"Milking The System"

by Chris Bodenner

A reader writes:

Regarding the last recession story, I couldn't help but be struck by the reader's attitude. It was the same one echoed (if not explicitly) by at least 3 or 4 otherwise decent people I've encountered in the last couple months: The recently laid-off simply feel defeated by the prospect of looking for work when unemployment paychecks will keep them happy enough lounging around the house, watching trashy talk shows, and walking their dogs.

I'm all for government intervention to aid those unable to find work, but I've been utterly dismayed by the effect the recession seems to have had on so many able-bodied young workers in America. I fear that hundreds of thousands of previously comfortable middle-class workers now appear perfectly happy to make the equivalent of $25,000 a year in unemployment, essentially mocking a system that so seldom investigates their claims of looking for work -- because damned if they're going to put in a hard day's work in the service industry or work some entry-level position now that their former job disappeared.

The reader doesn't say any of this, because s/he can appease his/her conscience by saying no work equals more time for friends or family, but it appears rather bogus to me. We as Americans have become so devoted to striking it rich that the idea that we might have to do something not quite so satisfying to put food on the table becomes terrifying. Not when government is there to bail us out. What gets lost in the discussion about a recovering economy is that even when jobs come back, they won't be quite as appealing as they once were. And in the meantime, too many laid-off workers -- a good many of them who love to decry America's "socialism" -- are busy milking the system for all it's worth.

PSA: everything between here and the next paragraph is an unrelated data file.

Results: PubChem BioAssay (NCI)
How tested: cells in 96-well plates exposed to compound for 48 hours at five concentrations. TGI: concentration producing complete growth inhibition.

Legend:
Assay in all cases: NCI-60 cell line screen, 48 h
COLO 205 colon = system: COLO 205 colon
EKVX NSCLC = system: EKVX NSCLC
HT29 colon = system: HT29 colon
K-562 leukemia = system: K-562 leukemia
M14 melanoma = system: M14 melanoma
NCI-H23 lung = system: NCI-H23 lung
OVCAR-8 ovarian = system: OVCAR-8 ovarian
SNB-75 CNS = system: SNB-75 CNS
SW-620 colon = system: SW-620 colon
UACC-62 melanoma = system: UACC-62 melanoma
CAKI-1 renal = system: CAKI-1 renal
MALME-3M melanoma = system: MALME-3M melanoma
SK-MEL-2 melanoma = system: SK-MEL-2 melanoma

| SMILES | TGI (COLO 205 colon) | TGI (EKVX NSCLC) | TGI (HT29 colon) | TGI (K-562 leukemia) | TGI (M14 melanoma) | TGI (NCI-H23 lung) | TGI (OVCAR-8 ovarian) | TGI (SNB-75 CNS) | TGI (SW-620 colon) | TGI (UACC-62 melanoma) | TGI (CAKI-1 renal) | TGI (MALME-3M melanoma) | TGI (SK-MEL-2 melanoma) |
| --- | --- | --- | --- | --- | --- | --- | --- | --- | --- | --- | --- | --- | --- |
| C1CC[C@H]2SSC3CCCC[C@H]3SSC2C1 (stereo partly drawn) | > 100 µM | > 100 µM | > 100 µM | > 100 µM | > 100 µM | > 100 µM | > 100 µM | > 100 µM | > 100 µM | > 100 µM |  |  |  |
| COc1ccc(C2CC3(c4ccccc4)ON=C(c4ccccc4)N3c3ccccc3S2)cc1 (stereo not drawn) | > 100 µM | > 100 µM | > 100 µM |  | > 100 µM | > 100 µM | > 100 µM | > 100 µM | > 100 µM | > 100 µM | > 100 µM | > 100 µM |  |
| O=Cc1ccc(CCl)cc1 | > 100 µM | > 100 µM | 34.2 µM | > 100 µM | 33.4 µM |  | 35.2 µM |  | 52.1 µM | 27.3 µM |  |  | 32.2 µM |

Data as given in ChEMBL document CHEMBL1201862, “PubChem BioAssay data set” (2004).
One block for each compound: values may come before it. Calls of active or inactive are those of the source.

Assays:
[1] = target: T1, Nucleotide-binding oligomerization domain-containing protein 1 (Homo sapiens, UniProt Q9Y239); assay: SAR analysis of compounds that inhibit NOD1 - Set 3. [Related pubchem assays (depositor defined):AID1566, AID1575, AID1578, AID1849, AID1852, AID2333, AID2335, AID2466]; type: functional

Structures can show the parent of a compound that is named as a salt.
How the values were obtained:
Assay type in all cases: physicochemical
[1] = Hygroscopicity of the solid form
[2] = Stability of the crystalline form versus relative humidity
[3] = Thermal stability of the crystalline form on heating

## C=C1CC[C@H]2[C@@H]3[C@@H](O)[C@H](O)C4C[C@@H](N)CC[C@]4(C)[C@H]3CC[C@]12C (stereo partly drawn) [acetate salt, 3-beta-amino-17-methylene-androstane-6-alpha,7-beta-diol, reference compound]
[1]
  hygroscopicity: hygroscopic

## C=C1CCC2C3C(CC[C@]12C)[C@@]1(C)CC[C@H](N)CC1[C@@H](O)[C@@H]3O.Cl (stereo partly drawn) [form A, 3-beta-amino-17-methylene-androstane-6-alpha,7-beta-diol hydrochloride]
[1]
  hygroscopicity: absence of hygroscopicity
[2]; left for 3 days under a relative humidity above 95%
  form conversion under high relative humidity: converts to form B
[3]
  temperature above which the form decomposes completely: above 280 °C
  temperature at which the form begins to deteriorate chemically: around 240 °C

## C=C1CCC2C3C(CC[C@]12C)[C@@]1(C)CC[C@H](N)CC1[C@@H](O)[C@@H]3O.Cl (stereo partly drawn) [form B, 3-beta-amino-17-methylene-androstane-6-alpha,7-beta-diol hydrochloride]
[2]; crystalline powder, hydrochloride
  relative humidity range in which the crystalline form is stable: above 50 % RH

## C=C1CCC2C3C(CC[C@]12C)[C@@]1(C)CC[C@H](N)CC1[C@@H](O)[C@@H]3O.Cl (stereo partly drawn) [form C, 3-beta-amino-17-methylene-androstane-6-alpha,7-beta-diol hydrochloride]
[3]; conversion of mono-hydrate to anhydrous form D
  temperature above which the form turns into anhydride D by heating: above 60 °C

I've grown rather disgusted with those who once had it all now unwilling to do the dirty work the nation's poor would kill to have. This comment isn't very eloquent, I know, but I'm struck by the fact that this reader comment was worthy of posting on its own. It at least deserves a comment from Andrew or one of the other bloggers, because what it truly reveals is the stark reality that cushy jobs often get deservedly slashed, and the outcome is far too many Americans blaming their misfortune on a bad economy and relishing the free money they're about to receive. I've never heard anything like the last few months, and it makes me worry about the future of our workforce.

I'm out of work, without health insurance, filling out applications every day, and I'd kill for 30 grand a year doing what I love. But in the meantime, I'm working my tail off under the table in a warehouse, putting my health at risk with heavy equipment -- not visiting the friends and family I love so dearly.

I can relate to a lot of this. Do other readers have good examples of undesirable jobs you took between steady employment?  And not just stories of "look at the crappy job I had to put up with," but rather lessons or personal insights gleaned from a miserable job experience (see Anagnorisis). I'll post any emails that are original, thoughtful, and don't veer into white whines.